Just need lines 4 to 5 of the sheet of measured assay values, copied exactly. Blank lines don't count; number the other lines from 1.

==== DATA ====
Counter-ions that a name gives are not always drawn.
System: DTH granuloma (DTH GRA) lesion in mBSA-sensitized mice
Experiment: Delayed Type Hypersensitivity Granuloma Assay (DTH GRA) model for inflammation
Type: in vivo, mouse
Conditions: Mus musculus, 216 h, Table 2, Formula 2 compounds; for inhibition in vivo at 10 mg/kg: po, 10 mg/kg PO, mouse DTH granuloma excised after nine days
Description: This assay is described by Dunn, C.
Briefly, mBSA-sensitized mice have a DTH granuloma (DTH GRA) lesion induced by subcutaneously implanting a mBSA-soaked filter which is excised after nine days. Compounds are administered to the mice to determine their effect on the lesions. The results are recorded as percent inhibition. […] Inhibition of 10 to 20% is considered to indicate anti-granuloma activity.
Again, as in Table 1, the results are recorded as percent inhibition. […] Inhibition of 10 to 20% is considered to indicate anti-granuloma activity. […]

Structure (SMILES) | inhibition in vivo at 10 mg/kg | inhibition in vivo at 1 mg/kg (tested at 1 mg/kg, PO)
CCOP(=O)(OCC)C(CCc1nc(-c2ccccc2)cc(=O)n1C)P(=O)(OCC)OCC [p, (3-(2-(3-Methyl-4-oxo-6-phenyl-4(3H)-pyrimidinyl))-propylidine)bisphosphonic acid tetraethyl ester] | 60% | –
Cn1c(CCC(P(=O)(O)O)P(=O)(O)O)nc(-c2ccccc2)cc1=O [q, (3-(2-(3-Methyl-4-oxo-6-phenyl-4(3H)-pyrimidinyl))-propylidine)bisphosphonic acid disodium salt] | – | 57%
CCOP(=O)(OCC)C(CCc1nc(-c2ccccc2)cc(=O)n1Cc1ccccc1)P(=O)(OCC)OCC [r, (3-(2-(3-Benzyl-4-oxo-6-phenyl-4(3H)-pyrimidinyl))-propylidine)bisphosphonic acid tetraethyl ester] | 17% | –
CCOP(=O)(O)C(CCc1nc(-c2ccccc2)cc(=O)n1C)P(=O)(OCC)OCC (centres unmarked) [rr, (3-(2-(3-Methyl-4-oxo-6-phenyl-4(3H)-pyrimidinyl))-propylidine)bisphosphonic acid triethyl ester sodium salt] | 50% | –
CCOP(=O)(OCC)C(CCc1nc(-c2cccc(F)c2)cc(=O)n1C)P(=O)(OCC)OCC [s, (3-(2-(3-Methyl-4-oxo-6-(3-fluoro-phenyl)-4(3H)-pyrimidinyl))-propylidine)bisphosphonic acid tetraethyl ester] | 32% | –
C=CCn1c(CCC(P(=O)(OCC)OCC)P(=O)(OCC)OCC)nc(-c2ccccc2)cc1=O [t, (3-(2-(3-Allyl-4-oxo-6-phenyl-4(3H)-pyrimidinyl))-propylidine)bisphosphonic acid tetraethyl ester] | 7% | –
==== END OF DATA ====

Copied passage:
Type: in vivo, mouse
Conditions: Mus musculus, 216 h, Table 2, Formula 2 compounds; for inhibition in vivo at 10 mg/kg: po, 10 mg/kg PO, mouse DTH granuloma excised after nine days